1. "means of linearly precoding said signal, implementing a matrix product of a source matrix, formed by said vectors organized in successive rows, by a linear precoding matrix, delivering a precoded matrix"

This term appears in claim 12.

PlaintiffsStructure: "circuitry configured to carry outan algorithm as disclosed at 4:45-49, 5:24-41,and 5:66-67, or its equivalent"

Agreed Function: "linearly precoding saidsignal, implementing a matrix product of asource matrix, formed by said vectorsorganized in successive rows, by a linearprecoding matrix, delivering a precodedmatrix"

DefendantsStructure: Indefinite for failure to disclosecorresponding structure.

CourtStructure: "circuitry configured to carry out an algorithm as disclosed at 4:45-49, 5:24-41,and 5:66-67, or its equivalent"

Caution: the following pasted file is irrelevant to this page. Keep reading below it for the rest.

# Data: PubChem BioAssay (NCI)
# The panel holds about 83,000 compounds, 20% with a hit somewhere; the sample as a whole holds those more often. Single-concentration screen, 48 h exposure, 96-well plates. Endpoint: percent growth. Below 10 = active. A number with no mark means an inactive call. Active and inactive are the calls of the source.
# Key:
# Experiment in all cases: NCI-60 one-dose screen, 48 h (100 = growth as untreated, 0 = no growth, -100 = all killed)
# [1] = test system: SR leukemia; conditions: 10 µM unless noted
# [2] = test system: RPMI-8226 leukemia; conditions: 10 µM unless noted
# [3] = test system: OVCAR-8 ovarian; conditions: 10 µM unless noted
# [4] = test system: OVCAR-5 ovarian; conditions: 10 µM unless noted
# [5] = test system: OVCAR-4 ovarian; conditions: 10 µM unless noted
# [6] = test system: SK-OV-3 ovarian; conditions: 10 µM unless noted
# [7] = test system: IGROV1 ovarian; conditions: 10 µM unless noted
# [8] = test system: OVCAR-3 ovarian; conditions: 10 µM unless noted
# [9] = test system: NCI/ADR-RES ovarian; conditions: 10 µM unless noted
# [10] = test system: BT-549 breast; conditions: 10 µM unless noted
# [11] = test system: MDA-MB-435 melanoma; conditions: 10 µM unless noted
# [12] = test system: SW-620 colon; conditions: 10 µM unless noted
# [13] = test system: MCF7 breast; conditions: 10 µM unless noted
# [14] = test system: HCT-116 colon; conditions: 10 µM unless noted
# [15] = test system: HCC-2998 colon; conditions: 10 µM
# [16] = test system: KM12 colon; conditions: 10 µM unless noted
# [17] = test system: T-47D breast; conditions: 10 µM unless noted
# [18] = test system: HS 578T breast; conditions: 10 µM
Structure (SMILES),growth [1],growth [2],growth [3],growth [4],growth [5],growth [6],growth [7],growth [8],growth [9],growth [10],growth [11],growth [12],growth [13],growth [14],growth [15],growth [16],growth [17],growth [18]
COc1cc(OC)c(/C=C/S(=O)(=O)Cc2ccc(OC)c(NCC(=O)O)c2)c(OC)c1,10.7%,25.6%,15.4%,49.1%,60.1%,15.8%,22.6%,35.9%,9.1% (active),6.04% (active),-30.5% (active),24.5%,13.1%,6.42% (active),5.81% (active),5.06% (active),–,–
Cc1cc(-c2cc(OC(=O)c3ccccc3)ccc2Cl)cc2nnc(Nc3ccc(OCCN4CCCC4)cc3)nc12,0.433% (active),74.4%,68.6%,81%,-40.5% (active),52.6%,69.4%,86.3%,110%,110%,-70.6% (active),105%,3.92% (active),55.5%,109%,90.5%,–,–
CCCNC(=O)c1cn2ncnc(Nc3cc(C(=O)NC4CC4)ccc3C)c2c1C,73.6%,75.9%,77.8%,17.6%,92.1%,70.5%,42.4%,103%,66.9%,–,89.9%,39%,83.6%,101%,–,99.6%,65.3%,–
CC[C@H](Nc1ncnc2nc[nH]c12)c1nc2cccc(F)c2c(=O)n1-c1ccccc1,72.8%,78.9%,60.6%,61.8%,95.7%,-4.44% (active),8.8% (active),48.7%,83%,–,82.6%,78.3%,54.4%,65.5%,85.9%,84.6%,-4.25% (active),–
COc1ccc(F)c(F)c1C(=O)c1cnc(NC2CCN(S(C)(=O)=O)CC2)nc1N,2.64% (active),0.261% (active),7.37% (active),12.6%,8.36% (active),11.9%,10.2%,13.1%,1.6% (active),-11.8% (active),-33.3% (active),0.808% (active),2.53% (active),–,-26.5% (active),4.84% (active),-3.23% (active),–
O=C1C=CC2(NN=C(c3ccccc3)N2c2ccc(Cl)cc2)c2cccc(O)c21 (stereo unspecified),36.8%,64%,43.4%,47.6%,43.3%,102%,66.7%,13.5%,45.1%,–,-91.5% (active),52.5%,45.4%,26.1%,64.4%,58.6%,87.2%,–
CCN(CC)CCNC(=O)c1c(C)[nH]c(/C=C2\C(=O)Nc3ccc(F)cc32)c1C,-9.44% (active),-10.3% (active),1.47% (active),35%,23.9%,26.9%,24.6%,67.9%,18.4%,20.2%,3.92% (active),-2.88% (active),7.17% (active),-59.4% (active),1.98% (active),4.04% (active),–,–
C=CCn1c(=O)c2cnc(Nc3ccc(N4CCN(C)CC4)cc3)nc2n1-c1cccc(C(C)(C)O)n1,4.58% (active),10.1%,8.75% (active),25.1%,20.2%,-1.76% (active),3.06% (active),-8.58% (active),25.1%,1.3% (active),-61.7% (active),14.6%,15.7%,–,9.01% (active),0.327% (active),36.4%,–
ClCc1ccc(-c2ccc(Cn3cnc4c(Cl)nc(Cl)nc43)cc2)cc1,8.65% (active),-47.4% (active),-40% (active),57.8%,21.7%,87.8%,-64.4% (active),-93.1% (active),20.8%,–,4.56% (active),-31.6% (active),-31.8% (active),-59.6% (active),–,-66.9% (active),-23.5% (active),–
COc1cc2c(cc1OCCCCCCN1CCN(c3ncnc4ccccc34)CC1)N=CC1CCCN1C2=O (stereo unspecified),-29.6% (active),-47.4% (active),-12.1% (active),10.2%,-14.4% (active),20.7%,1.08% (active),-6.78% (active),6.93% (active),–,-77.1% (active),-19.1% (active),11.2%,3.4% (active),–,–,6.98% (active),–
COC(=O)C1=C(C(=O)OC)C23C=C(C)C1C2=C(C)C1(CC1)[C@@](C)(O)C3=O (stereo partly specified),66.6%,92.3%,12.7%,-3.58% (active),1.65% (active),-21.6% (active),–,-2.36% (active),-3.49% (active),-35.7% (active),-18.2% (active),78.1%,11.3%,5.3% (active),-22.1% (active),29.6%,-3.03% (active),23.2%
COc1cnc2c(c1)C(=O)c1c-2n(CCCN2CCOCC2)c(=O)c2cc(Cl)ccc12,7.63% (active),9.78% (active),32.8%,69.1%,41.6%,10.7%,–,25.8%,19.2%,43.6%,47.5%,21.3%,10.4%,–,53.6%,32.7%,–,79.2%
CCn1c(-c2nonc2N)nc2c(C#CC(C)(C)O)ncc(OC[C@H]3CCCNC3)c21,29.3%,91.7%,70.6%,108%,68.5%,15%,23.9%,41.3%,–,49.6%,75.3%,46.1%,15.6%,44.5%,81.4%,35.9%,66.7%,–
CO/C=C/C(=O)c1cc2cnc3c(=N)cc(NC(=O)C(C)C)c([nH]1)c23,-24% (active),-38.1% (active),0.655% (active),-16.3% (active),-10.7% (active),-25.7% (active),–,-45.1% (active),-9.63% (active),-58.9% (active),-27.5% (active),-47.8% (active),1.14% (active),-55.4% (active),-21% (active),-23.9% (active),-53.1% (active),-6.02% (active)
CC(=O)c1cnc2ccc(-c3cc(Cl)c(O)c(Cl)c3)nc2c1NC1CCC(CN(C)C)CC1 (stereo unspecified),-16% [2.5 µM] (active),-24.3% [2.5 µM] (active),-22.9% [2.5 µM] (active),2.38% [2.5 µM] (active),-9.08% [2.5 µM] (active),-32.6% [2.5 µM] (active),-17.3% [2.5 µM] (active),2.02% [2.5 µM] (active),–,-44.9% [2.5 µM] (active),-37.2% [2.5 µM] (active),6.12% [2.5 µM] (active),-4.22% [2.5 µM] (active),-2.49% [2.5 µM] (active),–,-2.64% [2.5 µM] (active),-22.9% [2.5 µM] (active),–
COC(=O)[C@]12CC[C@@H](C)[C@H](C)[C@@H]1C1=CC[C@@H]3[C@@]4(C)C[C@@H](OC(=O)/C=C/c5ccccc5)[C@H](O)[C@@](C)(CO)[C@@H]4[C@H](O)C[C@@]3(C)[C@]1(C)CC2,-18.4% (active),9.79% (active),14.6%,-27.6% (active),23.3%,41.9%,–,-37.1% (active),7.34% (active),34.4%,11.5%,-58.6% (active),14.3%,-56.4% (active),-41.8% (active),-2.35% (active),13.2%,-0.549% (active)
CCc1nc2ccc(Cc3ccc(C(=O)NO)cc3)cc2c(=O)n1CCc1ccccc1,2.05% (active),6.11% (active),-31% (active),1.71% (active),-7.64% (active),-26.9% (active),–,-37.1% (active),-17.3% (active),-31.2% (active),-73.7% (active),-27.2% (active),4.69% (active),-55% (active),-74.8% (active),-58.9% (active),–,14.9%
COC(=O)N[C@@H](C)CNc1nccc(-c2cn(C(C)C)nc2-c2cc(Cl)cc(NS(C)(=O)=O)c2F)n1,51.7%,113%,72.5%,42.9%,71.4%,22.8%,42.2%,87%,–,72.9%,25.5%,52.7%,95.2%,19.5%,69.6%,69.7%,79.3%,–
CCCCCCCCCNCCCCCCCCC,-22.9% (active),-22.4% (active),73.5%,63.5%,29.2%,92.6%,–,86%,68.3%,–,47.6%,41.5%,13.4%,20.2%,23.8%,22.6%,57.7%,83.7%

The parties agree that this is a means-plus-function term and also agree on its function, but dispute its structure. "A patentee may express an 'element in a claim for a combination' 'as a means or step for performing a specified function without the recital of structure, material, or acts in support thereof.'" HTC Corp. v. IPCom GmbH & Co., KG, 667 F.3d 1270, 1278 (Fed. Cir. 2012) (quoting 35 U.S.C. § 112 ¶ 6). "When a patentee invokes such 'means-plus-function' claiming, the 'claim shall be construed to cover the corresponding structure, material, or acts described in the specification and equivalents thereof.'" Id. "A structure disclosed in the specification qualifies as a 'corresponding structure' if the specification or the prosecution history 'clearly links or associates that structure to the function recited in the claim.'" Noah Sys., Inc. v. Intuit Inc., 675 F.3d 1302, 1311-12 (Fed. Cir. 2012) (quoting B. Braun Med., Inc. v. Abbott Labs., 124 F.3d 1419, 1424 (Fed. Cir. 1997)). "Even if the specification discloses a 'corresponding structure,' the disclosure must be adequate; the patent's specification must provide 'an adequate disclosure showing what is meant by that [claim] language.'" Id. at 1311-12 (quoting In re Donaldson Co., 16 F.3d 1189, 1195 (Fed. Cir. 1994) (en banc)).